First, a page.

*. The posters blared: “Like Nothing You’ve Ever Seen Before!” I’m not sure this was the right approach. Gorgo is a film that very much wanted to be seen as something like you’d seen before. Specifically, it was meant to be an homage to the nascent Godzilla franchise (by 1960 Toho had still only made two Godzilla movies: Gojira and Godzilla Raids Again).
*. The debt to Toho was so great that Gorgo was initially planned as a Japanese co-production, and was to be set in Japan. As it is, I think they did a nice job moving the action to an Irish fishing village and then London, with the explicit likening of Gorgo’s rampage to the Blitz being the proper Second World War analog to memories of the atom bomb in Gojira. It’s even worth noting that the world premiere for Gorgo was in Tokyo, six months before it opened elsewhere.
*. Another connecting link is director Eugène Lourié, who had done The Beast from 20,000 Fathoms, which was the inspiration for Gojira. Things really had come full circle.
*. So . . . yeah. This is your basic Godzilla clone. Or maybe not “basic,” since its production values are actually pretty good. There’s no comparing it to a piece of junk like Reptilicus (which came out the same year). But the story is identical. A giant prehistoric monster is awakened and rises out of the sea, only to be captured and turned into a circus attraction à la King Kong. This leads to one nice meta-monster mash bit where Gorgo smashes its own marquee.
*. Unfortunately for our entrepreneurial monster-catchers they have only bagged Minilla, and before long Mama Gorgo comes looking for her baby, leading to a finale that has her tearing apart London landmarks (Tower Bridge, Big Ben, Piccadilly Circus). The military are called and go through their predictably useless drill of firing cannons and rockets at the beast. Crowds run through the streets. A radio reporter provides play-by-play. There’s a cute kid looking on.
*. I’ll add here that it is the baby lizard that is called Gorgo in the movie. So the big monster isn’t really Gorgo but Gorgo’s Mother. I don’t know if that makes a difference, but I think it may be confusing.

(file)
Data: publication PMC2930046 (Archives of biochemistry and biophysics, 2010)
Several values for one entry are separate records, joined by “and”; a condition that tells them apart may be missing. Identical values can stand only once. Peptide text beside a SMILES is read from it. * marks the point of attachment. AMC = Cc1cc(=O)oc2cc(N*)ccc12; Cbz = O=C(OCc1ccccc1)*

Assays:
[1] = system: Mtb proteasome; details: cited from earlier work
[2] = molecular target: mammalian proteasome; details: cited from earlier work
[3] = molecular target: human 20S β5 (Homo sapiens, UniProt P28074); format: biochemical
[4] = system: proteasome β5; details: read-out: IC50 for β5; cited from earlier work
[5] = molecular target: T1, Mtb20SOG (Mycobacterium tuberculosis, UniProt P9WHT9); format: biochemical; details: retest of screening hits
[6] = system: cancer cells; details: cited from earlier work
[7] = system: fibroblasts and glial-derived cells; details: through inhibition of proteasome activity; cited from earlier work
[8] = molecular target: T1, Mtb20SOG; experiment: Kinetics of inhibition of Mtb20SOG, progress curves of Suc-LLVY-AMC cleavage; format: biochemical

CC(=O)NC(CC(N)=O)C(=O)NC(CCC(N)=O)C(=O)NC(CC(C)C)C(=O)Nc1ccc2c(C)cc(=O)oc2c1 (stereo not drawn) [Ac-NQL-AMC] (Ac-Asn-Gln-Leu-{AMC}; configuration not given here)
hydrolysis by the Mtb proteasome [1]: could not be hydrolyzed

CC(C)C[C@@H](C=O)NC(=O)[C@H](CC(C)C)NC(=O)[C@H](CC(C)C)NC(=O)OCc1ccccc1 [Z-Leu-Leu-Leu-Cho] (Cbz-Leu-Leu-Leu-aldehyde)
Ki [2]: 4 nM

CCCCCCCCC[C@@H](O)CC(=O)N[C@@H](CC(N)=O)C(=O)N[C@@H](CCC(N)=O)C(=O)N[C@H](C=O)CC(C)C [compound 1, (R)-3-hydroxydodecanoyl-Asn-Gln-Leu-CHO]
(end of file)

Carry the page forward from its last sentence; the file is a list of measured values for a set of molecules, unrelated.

*. In short, it’s quite a bit like everything you’ve seen before in this genre, but it’s not Godzilla. Gorgo doesn’t have the same personality as the Toho monster, which may be down to his inexpressive red eyes. (Guilala in Shochiku’s The X from Outer Space would suffer from the same disability. Eyes are supposed to have pupils. Didn’t the producers read comic books?). I also found his twitchy ears to be a bit distracting. And the model buildings aren’t as convincing as the Toho miniatures, looking like cardboard and coming apart like cardboard too. Finally, the stock footage of the navy is clumsily intercut. Lourié hated this stuff so much he apparently cut his own version of the film where he took it all out.
*. But for a non-Toho kaiju this is as good as it was going to get. You can see that as being the result of Westerners not putting a lot of effort into what was seen as a trash genre, or as credit to Toho for the quality of their work. Probably some of both. But in any event this was the last we were going to see of Gorgo (unless you followed his comic book, which ran for a few years in the early ’60s).
*. How can I not give the last words to the radio reporter, which even manage to outdo those of Raymond Burr in Godzilla, King of the Monsters!. Truly this was the golden age of broadcasting rhetoric: “We prayed for a miracle. Maybe our prayers have been answered. A great city, overwhelmed, exhausted, lies helpless under the immeasurable power and ferocity of this towering apparition from before the dawn of history. Yet, as disdaining the pygmies under her feet, she turns back! Turns with her young, leaving the prostrate city, leaving the haunts of man, and leaving man himself to ponder the proud boast that he alone is lord of all creation.”